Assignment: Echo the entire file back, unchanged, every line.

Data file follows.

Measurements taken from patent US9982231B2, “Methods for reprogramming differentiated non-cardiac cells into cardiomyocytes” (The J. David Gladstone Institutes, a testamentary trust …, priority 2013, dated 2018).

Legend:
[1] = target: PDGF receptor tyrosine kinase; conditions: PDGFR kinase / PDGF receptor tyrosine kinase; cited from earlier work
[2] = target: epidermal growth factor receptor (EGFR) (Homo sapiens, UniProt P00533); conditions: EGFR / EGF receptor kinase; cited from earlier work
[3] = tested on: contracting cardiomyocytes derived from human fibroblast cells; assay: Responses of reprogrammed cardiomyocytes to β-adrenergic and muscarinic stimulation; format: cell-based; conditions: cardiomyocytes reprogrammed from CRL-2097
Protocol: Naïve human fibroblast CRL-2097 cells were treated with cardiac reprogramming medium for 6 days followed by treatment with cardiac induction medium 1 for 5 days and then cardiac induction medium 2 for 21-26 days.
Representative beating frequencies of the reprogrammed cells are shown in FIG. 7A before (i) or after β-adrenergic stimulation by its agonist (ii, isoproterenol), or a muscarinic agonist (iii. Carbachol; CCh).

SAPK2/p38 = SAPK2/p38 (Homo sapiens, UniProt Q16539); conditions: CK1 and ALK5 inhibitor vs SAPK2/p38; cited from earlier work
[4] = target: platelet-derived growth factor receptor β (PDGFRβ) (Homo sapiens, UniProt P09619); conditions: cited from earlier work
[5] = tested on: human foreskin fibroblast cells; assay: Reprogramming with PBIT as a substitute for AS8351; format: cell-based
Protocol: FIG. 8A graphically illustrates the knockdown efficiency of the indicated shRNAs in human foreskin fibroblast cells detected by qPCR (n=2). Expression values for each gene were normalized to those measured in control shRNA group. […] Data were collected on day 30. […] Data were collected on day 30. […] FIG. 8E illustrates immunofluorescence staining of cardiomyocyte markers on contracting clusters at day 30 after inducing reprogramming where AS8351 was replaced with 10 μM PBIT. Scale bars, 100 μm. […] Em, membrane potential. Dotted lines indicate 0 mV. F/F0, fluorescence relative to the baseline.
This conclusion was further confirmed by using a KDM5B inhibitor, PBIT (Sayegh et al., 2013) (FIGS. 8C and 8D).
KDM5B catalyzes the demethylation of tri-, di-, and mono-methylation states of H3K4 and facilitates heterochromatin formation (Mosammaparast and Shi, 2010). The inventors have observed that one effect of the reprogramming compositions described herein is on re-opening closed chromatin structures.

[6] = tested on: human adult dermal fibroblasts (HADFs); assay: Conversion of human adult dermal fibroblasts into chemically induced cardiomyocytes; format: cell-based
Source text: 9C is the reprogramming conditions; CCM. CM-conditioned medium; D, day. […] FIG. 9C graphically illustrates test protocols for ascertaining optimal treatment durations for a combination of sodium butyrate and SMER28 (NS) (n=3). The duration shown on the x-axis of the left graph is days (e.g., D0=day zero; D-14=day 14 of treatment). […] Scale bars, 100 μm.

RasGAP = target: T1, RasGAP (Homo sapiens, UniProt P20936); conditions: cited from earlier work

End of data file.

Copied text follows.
Measurements taken from patent US9982231B2, “Methods for reprogramming differentiated non-cardiac cells into cardiomyocytes” (The J. David Gladstone Institutes, a testamentary trust …, priority 2013, dated 2018).

Legend:
[1] = target: PDGF receptor tyrosine kinase; conditions: PDGFR kinase / PDGF receptor tyrosine kinase; cited from earlier work
[2] = target: epidermal growth factor receptor (EGFR) (Homo sapiens, UniProt P00533); conditions: EGFR / EGF receptor kinase; cited from earlier work
[3] = tested on: contracting cardiomyocytes derived from human fibroblast cells; assay: Responses of reprogrammed cardiomyocytes to β-adrenergic and muscarinic stimulation; format: cell-based; conditions: cardiomyocytes reprogrammed from CRL-2097
Protocol: Naïve human fibroblast CRL-2097 cells were treated with cardiac reprogramming medium for 6 days followed by treatment with cardiac induction medium 1 for 5 days and then cardiac induction medium 2 for 21-26 days.
Representative beating frequencies of the reprogrammed cells are shown in FIG. 7A before (i) or after β-adrenergic stimulation by its agonist (ii, isoproterenol), or a muscarinic agonist (iii. Carbachol; CCh).

SAPK2/p38 = SAPK2/p38 (Homo sapiens, UniProt Q16539); conditions: CK1 and ALK5 inhibitor vs SAPK2/p38; cited from earlier work
[4] = target: platelet-derived growth factor receptor β (PDGFRβ) (Homo sapiens, UniProt P09619); conditions: cited from earlier work
[5] = tested on: human foreskin fibroblast cells; assay: Reprogramming with PBIT as a substitute for AS8351; format: cell-based
Protocol: FIG. 8A graphically illustrates the knockdown efficiency of the indicated shRNAs in human foreskin fibroblast cells detected by qPCR (n=2). Expression values for each gene were normalized to those measured in control shRNA group. […] Data were collected on day 30. […] Data were collected on day 30. […] FIG. 8E illustrates immunofluorescence staining of cardiomyocyte markers on contracting clusters at day 30 after inducing reprogramming where AS8351 was replaced with 10 μM PBIT. Scale bars, 100 μm. […] Em, membrane potential. Dotted lines indicate 0 mV. F/F0, fluorescence relative to the baseline.
This conclusion was further confirmed by using a KDM5B inhibitor, PBIT (Sayegh et al., 2013) (FIGS. 8C and 8D).
KDM5B catalyzes the demethylation of tri-, di-, and mono-methylation states of H3K4 and facilitates heterochromatin formation (Mosammaparast and Shi, 2010). The inventors have observed that one effect of the reprogramming compositions described herein is on re-opening closed chromatin structures.

[6] = tested on: human adult dermal fibroblasts (HADFs); assay: Conversion of human adult dermal fibroblasts into chemically induced cardiomyocytes; format: cell-based
Source text: 9C is the reprogramming conditions; CCM. CM-conditioned medium; D, day. […] FIG. 9C graphically illustrates test protocols for ascertaining optimal treatment durations for a combination of sodium butyrate and SMER28 (NS) (n=3). The duration shown on the x-axis of the left graph is days (e.g., D0=day zero; D-14=day 14 of treatment). […] Scale bars, 100 μm.

RasGAP = target: T1, RasGAP (Homo sapiens, UniProt P20936); conditions: cited from earlier work